SAS Students Organize GIN Conferences that Promote Collaboration Between SAS Students and Students in Other Singapore Schools

SAS has developed a strong commitment to the Global Issues Network, which encourages young people to “think globally, act locally” and use their energy and creativity to solve pressing global problems. In 2014, the SAS GIN Club:

  • Hosted the ImaGINe Symposium 2014, which allowed 75 students from SAS and other Singapore schools to share their work, knowledge, and ideas about important global problems
  • With UWC, ISS, and TTS, began planning with second GIN Symposium, which will take place in March 2015

SAS Partners with Institutes of Higher Learning

The SAS Summer Semester program offers challenging opportunities to SAS and non-SAS high school students through partnerships with:

  • Stanford University Pre-Collegiate Studies
  • Columbia Business School
  • DigiPen Institute of Technology

SAS Graduates Enter Singaporean Universities or Other Higher Education Institutions

While most SAS graduates go on to higher education institutions in the US and other countries, and some remain in Singapore and enter local institutions each year. At present, SAS graduates attend:

  • Culinary Institute of America
  • Curtin Singapore
  • Lasalle College of the Arts
  • Management Development Institute of Singapore
  • Nanyang Technological University
  • National University of Singapore
  • Singapore Institute of Management
  • Singapore Management University
  • Singapore University of Technology and Design (SUTD)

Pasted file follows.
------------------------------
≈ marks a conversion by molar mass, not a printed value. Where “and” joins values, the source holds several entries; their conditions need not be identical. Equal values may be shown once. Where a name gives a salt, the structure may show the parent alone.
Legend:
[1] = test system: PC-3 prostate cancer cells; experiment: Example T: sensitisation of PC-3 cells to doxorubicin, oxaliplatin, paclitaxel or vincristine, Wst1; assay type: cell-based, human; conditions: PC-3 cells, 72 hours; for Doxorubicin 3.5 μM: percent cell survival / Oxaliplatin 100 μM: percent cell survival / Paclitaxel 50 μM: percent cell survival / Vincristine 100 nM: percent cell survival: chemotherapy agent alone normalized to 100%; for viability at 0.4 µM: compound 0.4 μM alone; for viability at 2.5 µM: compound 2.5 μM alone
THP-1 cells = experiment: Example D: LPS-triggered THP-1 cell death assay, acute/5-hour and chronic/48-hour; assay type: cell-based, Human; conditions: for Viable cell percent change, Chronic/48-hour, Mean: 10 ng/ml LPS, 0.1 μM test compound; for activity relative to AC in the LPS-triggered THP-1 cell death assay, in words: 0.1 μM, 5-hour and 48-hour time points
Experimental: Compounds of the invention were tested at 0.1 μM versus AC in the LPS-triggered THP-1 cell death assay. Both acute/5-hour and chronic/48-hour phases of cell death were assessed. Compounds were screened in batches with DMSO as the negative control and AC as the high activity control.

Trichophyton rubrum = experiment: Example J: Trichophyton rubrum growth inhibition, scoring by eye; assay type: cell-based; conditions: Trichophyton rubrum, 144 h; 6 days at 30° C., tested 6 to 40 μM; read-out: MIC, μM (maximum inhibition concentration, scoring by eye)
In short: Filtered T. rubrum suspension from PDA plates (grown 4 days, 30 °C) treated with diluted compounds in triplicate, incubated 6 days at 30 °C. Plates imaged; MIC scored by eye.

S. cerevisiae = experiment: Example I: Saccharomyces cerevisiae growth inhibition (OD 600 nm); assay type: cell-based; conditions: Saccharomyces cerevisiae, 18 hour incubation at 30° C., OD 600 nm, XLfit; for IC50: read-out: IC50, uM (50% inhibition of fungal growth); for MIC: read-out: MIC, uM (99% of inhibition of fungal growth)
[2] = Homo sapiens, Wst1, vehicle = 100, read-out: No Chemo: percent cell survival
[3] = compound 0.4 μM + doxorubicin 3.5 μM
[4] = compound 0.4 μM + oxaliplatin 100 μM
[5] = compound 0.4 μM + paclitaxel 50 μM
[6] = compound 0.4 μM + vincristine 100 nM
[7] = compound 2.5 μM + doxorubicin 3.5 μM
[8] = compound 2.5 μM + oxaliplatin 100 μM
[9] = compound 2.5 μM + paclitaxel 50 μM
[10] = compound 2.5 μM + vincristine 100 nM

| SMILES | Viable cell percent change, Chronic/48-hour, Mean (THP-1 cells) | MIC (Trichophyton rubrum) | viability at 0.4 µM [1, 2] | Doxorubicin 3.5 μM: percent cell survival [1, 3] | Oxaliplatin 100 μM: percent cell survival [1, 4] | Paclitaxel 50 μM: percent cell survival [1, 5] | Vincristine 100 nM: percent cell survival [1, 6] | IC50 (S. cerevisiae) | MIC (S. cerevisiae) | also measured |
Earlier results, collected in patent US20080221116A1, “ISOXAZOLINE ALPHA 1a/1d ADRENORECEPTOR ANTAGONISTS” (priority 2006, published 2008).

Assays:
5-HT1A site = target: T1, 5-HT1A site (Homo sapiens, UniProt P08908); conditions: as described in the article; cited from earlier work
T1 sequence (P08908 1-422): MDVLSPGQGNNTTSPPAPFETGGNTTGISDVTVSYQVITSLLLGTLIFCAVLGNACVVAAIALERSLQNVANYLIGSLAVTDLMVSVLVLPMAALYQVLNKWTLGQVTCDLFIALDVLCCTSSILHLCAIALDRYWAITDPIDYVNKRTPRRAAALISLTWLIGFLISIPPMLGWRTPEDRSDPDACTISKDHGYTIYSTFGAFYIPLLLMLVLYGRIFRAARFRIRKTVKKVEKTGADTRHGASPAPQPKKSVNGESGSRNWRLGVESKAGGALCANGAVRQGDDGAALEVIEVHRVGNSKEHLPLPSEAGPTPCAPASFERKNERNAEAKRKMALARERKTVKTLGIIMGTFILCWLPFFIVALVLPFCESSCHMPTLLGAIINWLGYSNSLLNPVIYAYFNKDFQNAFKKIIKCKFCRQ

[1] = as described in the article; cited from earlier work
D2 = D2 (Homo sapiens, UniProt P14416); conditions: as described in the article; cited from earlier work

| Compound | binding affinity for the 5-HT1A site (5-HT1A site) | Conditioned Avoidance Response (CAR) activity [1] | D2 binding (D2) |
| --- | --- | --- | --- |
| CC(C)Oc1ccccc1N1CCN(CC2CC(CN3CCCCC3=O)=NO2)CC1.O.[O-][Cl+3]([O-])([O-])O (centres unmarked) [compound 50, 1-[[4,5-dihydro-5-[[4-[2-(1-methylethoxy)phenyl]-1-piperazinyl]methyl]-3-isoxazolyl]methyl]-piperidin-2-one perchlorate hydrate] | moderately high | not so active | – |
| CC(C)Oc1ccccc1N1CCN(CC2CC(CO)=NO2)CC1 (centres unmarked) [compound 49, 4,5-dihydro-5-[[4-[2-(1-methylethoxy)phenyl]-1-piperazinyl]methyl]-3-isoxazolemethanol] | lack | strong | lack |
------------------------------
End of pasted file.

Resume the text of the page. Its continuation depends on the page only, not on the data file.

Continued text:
• Yale-NUS College

SAS Graduates Fulfill Their National Service Requirement

Each year, Singaporean SAS graduates fulfill their NS responsibility. Our records indicate the following numbers of current National Servicemen, with year of entry in parentheses:

  • 13 (2012)
  • 21 (2013)
  • 18 (2014)

Total at present: 52

SAS is a Local Environmental Leader

In keeping with two of our core values which are responsibility and respect, SAS puts environmental stewardship at the heart of its efforts to be a good community member. Students and staff at all levels are encouraged to get involved in making the school environmentally responsible, and lessons learned in various classes and activities foster respect for our environment. Each of the following initiatives not only makes an environmental difference in itself, but also is used as a living laboratory for students to learn about sustainable living.

Award-Winning 3,356, 1mw Solar Panel Array

  • SAS earned the 2013 Solar Pioneer Award, given by the government to solar energy trailblazers.
  • SAS hosts one of the largest solar installations in Singapore, covering 1/3 of the school’s available roof space.
  • SAS solar panels will reduce our carbon footprint by at least 10 percent per year.
  • A monitoring system for weather, pollution, and other variables is planned.

Building Efficiency

  • SAS achieved Green Mark Gold certification in 2012 due to efforts to use energy efficiently and avoid waste.
  • Upgrades to our central air-conditioning system, chillers, and building automation system, intensive cleaning for pipes and ducts, efficient fluorescent lighting, and low-flow water have all improved our building efficiency.
  • Renovation of the intermediate/middle school cafeteria transformed it from an indoor, air-conditioned space to an open air space cooled by a giant fan.